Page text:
coal ash containment Articles

  • Legal lookout: competing coal ash proposals

    Depending upon comments the EPA gathers, industry may have to or not have to close out their coal ash containment ponds within five years. On May 4, 2010, EPA issued its long-awaited proposal to manage coal ash – the byproduct of burning coal to generate power. The agency proposed two quite different approaches for regulating coal ash, somewhat to the consternation of critics, who had hoped ...

    By Bergeson & Campbell, P.C.

  • Selenium bioaccumulation in fish exposed to coal ash at the Tennessee Valley Authority Kingston spill site

    In December 2008, 4.1 million m3 of coal ash were released into the Emory and Clinch Rivers by the Tennessee Valley Authority (TVA) Kingston Fossil Plant. Coal ash contains several contaminants, including the bioaccumulative metalloid selenium (Se). Because Se is predominantly accumulated in aquatic organisms through dietary, rather than aqueous exposure, tissue‐based toxicity thresholds for ...

    By John Wiley & Sons, Ltd.

  • The use of tetragnathid spiders as bioindicators of metal exposure at a coal ash spill site

    On December 22, 2008 a dike containing coal fly ash from the Tennessee Valley Authority Kingston Fossil Plant failed and resulted in the largest coal ash spill in U.S. history. This study was designed to determine sediment metal concentrations at multiple site locations and to determine if site‐specific bioaccumulation of metals existed in tetragnathid spiders. Selenium and nickel were the ...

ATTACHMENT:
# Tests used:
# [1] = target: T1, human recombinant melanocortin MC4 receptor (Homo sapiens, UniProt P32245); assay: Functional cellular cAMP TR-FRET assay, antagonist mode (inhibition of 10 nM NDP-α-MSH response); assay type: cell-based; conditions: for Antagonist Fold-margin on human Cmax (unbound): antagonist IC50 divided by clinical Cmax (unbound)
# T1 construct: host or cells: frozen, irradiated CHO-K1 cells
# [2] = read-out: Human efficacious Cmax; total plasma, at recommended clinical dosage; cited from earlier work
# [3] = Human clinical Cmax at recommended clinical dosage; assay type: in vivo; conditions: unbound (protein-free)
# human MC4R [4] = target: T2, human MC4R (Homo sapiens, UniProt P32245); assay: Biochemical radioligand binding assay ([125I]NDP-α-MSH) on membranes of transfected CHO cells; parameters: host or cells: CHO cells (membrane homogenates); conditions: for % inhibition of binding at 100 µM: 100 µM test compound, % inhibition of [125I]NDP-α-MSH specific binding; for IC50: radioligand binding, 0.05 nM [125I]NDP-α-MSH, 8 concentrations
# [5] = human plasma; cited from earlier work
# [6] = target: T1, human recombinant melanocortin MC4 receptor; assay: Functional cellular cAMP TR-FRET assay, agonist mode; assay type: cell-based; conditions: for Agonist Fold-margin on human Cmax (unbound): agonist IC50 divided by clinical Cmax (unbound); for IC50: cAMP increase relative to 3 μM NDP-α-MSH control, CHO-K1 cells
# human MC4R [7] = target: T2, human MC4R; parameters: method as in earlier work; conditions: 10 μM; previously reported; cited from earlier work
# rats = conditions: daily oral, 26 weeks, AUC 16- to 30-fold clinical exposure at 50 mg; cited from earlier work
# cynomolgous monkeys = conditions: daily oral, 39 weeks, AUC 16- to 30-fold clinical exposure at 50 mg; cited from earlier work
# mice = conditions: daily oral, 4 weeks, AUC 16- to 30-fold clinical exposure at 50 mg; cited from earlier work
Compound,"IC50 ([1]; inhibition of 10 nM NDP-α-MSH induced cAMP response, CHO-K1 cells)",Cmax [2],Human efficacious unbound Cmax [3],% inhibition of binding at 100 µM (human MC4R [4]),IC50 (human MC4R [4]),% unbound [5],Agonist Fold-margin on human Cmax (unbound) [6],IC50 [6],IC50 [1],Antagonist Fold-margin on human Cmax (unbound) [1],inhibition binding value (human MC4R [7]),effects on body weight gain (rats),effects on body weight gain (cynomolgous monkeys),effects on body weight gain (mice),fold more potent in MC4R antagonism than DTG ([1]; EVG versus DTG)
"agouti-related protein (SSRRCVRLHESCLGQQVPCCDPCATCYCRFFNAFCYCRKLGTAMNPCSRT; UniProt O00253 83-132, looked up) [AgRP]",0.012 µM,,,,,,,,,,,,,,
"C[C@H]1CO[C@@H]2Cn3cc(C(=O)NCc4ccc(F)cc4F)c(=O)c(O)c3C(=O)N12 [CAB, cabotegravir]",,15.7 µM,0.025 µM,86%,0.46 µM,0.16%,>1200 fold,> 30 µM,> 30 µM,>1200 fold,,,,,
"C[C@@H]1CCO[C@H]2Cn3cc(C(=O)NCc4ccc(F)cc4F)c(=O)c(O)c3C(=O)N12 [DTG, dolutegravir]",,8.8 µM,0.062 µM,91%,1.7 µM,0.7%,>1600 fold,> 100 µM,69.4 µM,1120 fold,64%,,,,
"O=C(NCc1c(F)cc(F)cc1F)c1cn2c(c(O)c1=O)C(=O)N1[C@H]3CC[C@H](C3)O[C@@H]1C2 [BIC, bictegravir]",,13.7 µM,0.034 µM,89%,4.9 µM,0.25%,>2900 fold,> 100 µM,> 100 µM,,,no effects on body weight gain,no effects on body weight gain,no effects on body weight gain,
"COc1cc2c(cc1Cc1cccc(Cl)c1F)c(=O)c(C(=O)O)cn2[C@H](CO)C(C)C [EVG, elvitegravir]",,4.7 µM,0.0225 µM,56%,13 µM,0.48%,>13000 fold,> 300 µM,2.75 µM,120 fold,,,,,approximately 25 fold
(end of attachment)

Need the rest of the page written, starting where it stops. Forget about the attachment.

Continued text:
By John Wiley & Sons, Ltd.

  • EPA targets electric utilities - the agency steps up efforts to manage coal ash damage

    Approximately 5.4 million cubic yards, or 1.1 billion gallons, of coal ash from the Tennessee Valley Authority (TVA) plant near Knoxville, Tenn., in December 2008 flooded some 300 acres of land, damaging property, polluting waterways, and killing fish. TVA will likely spend more than $500 million and perhaps as much as $1 billion dollars on the cleanup, says the U.S. Environmental Protection ...

    By Bergeson & Campbell, P.C.

  • An economic feasibility model for ash use in flowable fill with integration of logistics and contaminant leaching factors

    Encasement of utility cables and pipes in flowable fill monoliths formed in trenches requires the use of materials that satisfy both strength and contaminant leachability limits. Coal combustion ash is often readily available for use in flowable fill construction. The use of ash in desirably large quantities, calls for the determination and selection of the maximum ash mix fraction that meets ...

    By Inderscience Publishers

  • Coal-fired power on the way out?

    The past two years have witnessed the emergence of a powerful movement opposing the construction of new coal-fired power plants in the United States. Initially led by environmental groups, both national and local, it has since been joined by prominent national political leaders and many state governors. The principal reason for opposing coal plants is that they are changing the earth’s climate. ...

    By Earth Policy Institute

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